Santiago's early wildness proves costly

Santiago's early wildness proves costly

Santiago's early wildness proves costly

BOSTON -- By the time Hector Santiago got dressed, put on his watch and talked to the media following Friday night's 4-3 loss to the Red Sox at Fenway Park, the White Sox southpaw had forgotten about the free victory pass he handed to Boston.

"It's one of those nights. ... That's it. I forgot about it," Santiago said. "I'm over it and moving on to the next one."

Santiago (4-8) certainly wasn't the only reason for a six-game road winning streak coming to an end for the White Sox (56-77) in the opener of a 10-game excursion away from home. But he set an unwanted wild tone.

There were five walks over his 3 2/3 innings of work, not to mention 27 pitches thrown in the first inning and 30 thrown in the third. After walking Shane Victorino and Dustin Pedroia with one out in the first, Santiago managed to escape unscathed. He was unable to build off that early momentum, with White Sox manager Robin Ventura giving credit to the Red Sox (80-56).

"They chisel you and squeeze you until you have a high pitch count," said Ventura. "They're not in first place for nothing."

"I felt fine. It was just one of those days where you go out there and stink. You can't put anything else on it," said Santiago, who threw just 52 of his 101 pitches for strikes. "I just have to go after it and throw strikes. If you can't throw strikes, you are not going to succeed, that's for sure. It was a tough night."

A two-run single for David Ortiz punctuated a three-run fourth, ending the night for Santiago with Boston up by four. A four-run deficit for the White Sox would have spelled certain doom as recently as the end of July or even the first week of August.

However, this has been a different looking squad over the past 24 games.

As wild as Santiago was, he limited the damage to four runs. Retiring Jarrod Saltalamacchia on a popup to third baseman Jeff Keppinger with the bases loaded in the third, after Santiago walked Ortiz, hit Jonny Gomes with a pitch and walked Mike Napoli to force in a run, kept that total manageable.

Reliever David Purcey had his own wild streak, loading the bases in the sixth with an intentional walk to Pedroia and an unintentional walk to Ortiz. Purcey then came back to get Gomes by striking him out on a 3-2 fastball as the eighth pitch of the at-bat.

This escape act allowed the White Sox offense to attack Ryan Dempster and reliever Junichi Tazawa. Trailing, 4-1, in the seventh, Avisail Garcia opened the frame with a mammoth homer off Dempster landing just to the right of center in the Red Sox's bullpen. It was the second straight game Garcia had gone deep.

"The power has shown up lately," said Ventura of Garcia. "You like what you see."

Dayan Viciedo followed two outs later with a single off the Green Monster, ending Dempster's first start after being suspended five games for throwing at Alex Rodriguez. Alejandro De Aza ripped a triple to right off of Tazawa to trim the lead to one, but Gordon Beckham flew out to center to end the threat.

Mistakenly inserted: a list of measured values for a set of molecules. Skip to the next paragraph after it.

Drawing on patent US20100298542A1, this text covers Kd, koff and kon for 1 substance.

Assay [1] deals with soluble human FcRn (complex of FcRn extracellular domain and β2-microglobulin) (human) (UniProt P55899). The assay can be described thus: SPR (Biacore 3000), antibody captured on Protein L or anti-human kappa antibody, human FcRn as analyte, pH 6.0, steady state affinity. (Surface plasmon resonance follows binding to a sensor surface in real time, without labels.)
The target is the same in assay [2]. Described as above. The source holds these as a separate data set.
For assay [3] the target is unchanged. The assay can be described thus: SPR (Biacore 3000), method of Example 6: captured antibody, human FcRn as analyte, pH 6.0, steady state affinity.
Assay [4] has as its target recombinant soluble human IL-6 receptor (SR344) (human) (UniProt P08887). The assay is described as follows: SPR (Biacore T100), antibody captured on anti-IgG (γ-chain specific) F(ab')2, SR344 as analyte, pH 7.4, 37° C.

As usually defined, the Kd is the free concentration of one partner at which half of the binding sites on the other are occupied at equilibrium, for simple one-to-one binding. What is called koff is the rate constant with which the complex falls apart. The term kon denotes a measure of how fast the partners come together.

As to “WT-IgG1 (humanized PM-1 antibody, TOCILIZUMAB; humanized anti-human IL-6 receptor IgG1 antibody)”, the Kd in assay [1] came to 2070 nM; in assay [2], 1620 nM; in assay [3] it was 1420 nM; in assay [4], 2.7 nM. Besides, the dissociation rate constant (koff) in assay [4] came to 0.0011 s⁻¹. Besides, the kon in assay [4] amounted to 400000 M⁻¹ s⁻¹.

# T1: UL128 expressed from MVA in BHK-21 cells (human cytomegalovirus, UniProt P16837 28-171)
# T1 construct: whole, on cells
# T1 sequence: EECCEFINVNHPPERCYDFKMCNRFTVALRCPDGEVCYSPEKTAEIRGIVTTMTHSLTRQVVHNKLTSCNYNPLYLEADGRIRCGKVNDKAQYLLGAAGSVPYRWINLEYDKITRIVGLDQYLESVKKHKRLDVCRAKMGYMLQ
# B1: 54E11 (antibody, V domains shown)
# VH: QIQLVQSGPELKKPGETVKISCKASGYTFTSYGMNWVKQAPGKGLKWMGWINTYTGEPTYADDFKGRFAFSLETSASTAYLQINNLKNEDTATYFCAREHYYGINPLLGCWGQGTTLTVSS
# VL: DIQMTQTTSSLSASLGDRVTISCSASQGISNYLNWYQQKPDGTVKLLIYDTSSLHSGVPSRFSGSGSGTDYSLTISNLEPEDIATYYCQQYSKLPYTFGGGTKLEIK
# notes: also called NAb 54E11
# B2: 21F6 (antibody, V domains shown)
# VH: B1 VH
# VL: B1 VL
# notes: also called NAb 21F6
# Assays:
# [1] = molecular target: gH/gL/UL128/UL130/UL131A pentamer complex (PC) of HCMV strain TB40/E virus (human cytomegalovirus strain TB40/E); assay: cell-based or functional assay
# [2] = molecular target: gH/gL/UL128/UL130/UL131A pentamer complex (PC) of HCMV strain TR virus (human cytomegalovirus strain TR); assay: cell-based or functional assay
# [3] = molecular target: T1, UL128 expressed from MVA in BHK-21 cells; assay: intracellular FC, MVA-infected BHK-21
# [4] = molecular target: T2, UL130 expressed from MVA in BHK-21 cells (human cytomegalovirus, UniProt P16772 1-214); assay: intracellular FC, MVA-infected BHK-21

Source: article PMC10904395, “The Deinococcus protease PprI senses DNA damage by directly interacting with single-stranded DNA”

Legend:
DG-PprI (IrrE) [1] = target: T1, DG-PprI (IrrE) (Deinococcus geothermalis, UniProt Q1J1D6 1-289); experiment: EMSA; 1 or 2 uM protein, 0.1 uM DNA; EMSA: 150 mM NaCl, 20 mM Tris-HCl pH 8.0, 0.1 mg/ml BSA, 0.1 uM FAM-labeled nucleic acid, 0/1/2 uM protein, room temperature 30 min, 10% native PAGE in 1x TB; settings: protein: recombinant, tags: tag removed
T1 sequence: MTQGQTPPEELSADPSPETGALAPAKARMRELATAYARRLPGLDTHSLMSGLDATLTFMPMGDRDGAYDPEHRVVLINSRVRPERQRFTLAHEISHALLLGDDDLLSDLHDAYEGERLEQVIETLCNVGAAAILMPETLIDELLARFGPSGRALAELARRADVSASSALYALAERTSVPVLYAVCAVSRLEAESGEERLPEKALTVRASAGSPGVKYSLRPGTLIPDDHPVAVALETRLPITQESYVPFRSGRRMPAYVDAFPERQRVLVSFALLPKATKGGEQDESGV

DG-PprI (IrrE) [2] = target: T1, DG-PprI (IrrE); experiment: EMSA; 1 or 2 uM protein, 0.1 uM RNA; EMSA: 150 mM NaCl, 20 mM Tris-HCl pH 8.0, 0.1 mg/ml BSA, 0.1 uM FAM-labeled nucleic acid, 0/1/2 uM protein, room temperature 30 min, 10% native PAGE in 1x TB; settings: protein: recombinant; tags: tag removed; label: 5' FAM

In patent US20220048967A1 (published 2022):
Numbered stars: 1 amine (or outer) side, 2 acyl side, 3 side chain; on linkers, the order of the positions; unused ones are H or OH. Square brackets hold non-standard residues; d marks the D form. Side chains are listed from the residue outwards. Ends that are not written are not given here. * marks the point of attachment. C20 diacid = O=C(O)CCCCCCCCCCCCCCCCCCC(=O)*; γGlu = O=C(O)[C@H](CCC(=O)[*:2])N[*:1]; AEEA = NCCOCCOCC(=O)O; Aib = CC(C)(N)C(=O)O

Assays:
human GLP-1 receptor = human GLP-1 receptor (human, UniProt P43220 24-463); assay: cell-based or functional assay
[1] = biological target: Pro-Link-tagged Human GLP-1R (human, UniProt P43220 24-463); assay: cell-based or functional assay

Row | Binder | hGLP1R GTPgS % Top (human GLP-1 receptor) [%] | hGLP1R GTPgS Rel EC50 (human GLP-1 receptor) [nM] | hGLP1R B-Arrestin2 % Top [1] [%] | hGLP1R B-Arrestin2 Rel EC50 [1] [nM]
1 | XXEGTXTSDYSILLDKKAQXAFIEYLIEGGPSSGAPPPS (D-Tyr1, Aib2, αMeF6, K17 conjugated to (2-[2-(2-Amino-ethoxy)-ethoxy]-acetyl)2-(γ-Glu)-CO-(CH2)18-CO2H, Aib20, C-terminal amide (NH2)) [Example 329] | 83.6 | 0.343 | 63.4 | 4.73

"They're going to keep battling. We had opportunities early but didn't do anything with it," Ventura said. "Kept scratching and clawing. Their team, they do a good job of grinding it out and wearing you down. If you don't throw it over the plate, they're willing to take their walks and make you pay for it."

Dempster (7-9) kept the White Sox hitless until Paul Konerko's leadoff double in the fifth. Dempster retired 11 in a row after walking De Aza and Beckham to open the game, but he came away without allowing a run when Alexei Ramirez swung at the next pitch and grounded into a double play.

"My body felt really good, and my arm felt really good," said Dempster, who struck out five over 6 1/3 innings. "I worked hard in the time I had off to be as ready as possible, and I got good results because of it."

Koji Uehara (15th save) recorded the final four outs to seal the victory, dropping the White Sox to 10-3 in their last 13 and 16-8 in their past 24.

Friday's abbreviated night of work for Santiago still pushed him over a single-season innings high at 133 2/3 frames, but he felt great and wouldn't blame the effort on arm fatigue. It was just one of those nights where, as Santiago said, he wasn't very good. It was one of those nights to forget about and focus on the next start at Yankee Stadium.

"There's always a next day in baseball. Just try to forget about tonight," Santiago said. "But that just can't happen, especially being a starting pitcher.

"Usually I have a tough [inning] and get three or four more and cruise through them. Tonight was just, I just kind of beat myself up about some of the pitches early in the game. I kind of was still thinking about them: 'I'm not going to get that pitch, so let's try to make pitches I will get.' I went against everything I'm used to doing. I fell behind and never got back into it."

Scott Merkin is a reporter for Read his blog, Merk's Works, and follow him on Twitter @scottmerkin. This story was not subject to the approval of Major League Baseball or its clubs.